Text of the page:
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Best Hybrid Vehicles
Modern hybrid cars have come a long way since the Toyota Prius launched here in 2000. Now several manufacturers make a gas-electric version of their bestselling sedans and SUVs, from the Toyota Avalon sedan to the Chrysler Pacifica minivan to the lavish Porsche Cayenne.
Not so long ago, hybrids were the reserve of environmentally conscious school run mums, people living or working under the London congestion charge, and minicab drivers looking to save a bit of money on fuel. Toyota is an old hand when it comes to hybrids, and the Yaris Hybrid is easier on the pocket than its Prius big brother. It’s highly efficient, well equipped and compact yet roomy inside. The ride can be a bit frenetic, however.
However, with an ever-growing number of hybrids on the market, they are increasingly becoming a mainstream alternative to conventional petrol and diesel models.
Knowing which to consider and which to avoid can make the difference between a fuel-sipping investment and a costly mistake. So, here we count down the top 10 – and reveal the hybrids that are best to steer clear of. Hybrid cars are a great fit for drivers who want to do their part to limit carbon emissions without the fear of running out of juice on a long trip.
They combine an electric motor with a gasoline engine, switching from one power source to the other depending on the need. At a time where batteries are expensive, purchasing a long-range electric car can be costly. But hybrids offer a more cost-effective way of reducing emissions while increasing fuel economy.
Kelley Blue Book rounded up the 2017 hybrid cars that will give you the best bang for your buck.
Hybrids offer tremendous energy efficiency with an electric motor that augments the gas engine. Most hybrids get upwards of 40 mpg overall.
- Honda Accord Honda Accord is not new to India, it was introduced to the country back in 2001. The new Accord is the ninth-generation model which made its way to India. The Accord was launched as a hybrid unlike the previous model in the country. The new Honda Accord is powerful and efficient with its two-motor hybrid system which produces a massive 212bhp, while the 2.0-litre petrol mill develops 143bhp. There is also an electric motor producing 182bhp.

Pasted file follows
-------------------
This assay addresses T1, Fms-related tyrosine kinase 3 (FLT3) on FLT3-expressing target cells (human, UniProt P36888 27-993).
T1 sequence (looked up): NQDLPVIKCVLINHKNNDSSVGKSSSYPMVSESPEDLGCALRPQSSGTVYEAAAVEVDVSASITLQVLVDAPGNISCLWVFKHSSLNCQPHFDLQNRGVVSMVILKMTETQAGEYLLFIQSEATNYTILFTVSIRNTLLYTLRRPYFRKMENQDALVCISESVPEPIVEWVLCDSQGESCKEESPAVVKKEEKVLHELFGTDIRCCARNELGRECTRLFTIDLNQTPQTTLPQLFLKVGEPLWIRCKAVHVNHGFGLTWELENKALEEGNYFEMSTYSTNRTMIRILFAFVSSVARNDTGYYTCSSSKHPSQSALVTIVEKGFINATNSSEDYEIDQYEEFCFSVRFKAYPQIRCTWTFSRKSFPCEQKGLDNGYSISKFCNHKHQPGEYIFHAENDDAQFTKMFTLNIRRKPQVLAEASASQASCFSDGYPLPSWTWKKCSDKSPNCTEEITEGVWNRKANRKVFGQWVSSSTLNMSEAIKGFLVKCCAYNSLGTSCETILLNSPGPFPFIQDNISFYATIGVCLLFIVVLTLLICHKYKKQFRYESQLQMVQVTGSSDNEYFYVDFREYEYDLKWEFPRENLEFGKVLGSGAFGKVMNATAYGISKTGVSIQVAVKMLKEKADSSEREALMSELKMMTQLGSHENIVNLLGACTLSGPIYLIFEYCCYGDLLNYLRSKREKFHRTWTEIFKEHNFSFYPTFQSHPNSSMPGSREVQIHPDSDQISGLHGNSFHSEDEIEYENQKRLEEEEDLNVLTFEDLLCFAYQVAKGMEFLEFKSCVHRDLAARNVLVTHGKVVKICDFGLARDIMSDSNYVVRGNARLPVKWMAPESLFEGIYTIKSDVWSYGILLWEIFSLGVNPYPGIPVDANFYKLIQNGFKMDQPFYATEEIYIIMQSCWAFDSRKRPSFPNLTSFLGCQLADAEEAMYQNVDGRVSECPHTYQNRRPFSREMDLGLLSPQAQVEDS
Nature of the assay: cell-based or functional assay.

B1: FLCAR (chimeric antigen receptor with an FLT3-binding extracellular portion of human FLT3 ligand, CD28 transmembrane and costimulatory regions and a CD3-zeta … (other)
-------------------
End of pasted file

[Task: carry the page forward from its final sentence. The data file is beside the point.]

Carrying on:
- Toyota Prius hatchback It’s become almost synonymous with hybrids over the years and this latest generation of the Toyota Prius is the best model yet. Its looks could best be described as ‘divisive’, but there’s no denying it’s an impressive feat of engineering. It’s capable – according to official claims at least – of returning nearly 95mpg. Meanwhile, its CO2 emissions of less than 75g/km make it exempt from the London Congestion Charge, making it the weapon of choice for minicab and Uber drivers in the capital. The Prius is also makes it popular with company-car drivers, thanks to its super-low 11% Benefit-in-Kind (BiK) tax rating. Despite all this, the latest Prius is the best one to drive yet, while its interior quality is impressive, as is its modern interior design. Combine this with generous equipment and an impressive five-year/100,000-mile warranty and you have a very good all-rounder indeed.
- Kia Niro SUV One of the more practical hybrids available, the Kia Niro combines an SUV body style with a hi-tech hybrid system. Granted, it’s not quite as efficient as some others on this list, but it’s the way the Niro makes hybrid motoring so ‘normal’ that impresses. A conventional body shape and un-flashy styling, as well as a regular dual-clutch automatic gearbox make it feel more familiar from behind the wheel than the likes of the Prius. Make no mistake: this is a practical family car that happens to be a hybrid, rather than a hybrid that happens to be a practical family car. As we’ve mentioned, it’s not the most efficient hybrid available – 74mpg economy and CO2 emissions of 88g/km are good, but not exceptional these days, and higher-spec models don’t even dip below the 100g/km of CO2 barrier. That said, the Niro is quiet, refined and decent to drive, plus it comes very well equipped and has Kia’s seven-year/100,000-mile warranty.
- Mercedes E350e hybrid The latest Mercedes E-Class is a fine executive saloon and despite its somewhat steep asking price, the E350e plug-in hybrid version is very impressive, too. You get all of the regular E-Class’ strong points – a cosseting ride, opulent interior and luxurious rear seats – along with staggeringly low running costs. Official tests say it’ll return around 134mpg, while CO2 emissions range from 49 to 57g/km depending on whether you go for 18 or 19-inch alloy wheels. This is thanks to a plug-in hybrid system that allows all-electric driving for a maximum of 20 miles. The E350e is exempt from the London Congestion Charge and it sits in one of the lowest Benefit-in-Kind (BiK) company-car tax bands, too. This should make it very popular with inner-city company-car drivers, as well as upmarket private-hire cab companies looking to waft their clients around in luxury without breaking the bank.